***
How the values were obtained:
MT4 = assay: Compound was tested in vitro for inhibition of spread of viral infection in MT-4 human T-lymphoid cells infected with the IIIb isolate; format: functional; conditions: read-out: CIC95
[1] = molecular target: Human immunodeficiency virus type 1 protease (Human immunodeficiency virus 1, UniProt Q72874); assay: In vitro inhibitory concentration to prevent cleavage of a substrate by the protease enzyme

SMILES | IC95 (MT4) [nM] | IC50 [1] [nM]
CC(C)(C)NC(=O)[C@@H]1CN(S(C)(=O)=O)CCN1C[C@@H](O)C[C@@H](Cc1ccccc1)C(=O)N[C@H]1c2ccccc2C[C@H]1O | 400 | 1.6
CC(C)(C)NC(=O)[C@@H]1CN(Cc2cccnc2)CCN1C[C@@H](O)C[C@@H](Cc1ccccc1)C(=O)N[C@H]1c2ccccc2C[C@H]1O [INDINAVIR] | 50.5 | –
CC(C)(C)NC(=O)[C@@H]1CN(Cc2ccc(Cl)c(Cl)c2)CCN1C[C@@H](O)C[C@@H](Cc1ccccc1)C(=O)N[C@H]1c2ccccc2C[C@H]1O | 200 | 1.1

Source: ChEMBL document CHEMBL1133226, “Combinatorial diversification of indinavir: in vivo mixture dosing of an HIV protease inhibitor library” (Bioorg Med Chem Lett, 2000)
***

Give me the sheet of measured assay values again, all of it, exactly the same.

How the values were obtained:
MT4 = assay: Compound was tested in vitro for inhibition of spread of viral infection in MT-4 human T-lymphoid cells infected with the IIIb isolate; format: functional; conditions: read-out: CIC95
[1] = molecular target: Human immunodeficiency virus type 1 protease (Human immunodeficiency virus 1, UniProt Q72874); assay: In vitro inhibitory concentration to prevent cleavage of a substrate by the protease enzyme

SMILES | IC95 (MT4) [nM] | IC50 [1] [nM]
CC(C)(C)NC(=O)[C@@H]1CN(S(C)(=O)=O)CCN1C[C@@H](O)C[C@@H](Cc1ccccc1)C(=O)N[C@H]1c2ccccc2C[C@H]1O | 400 | 1.6
CC(C)(C)NC(=O)[C@@H]1CN(Cc2cccnc2)CCN1C[C@@H](O)C[C@@H](Cc1ccccc1)C(=O)N[C@H]1c2ccccc2C[C@H]1O [INDINAVIR] | 50.5 | –
CC(C)(C)NC(=O)[C@@H]1CN(Cc2ccc(Cl)c(Cl)c2)CCN1C[C@@H](O)C[C@@H](Cc1ccccc1)C(=O)N[C@H]1c2ccccc2C[C@H]1O | 200 | 1.1

Source: ChEMBL document CHEMBL1133226, “Combinatorial diversification of indinavir: in vivo mixture dosing of an HIV protease inhibitor library” (Bioorg Med Chem Lett, 2000)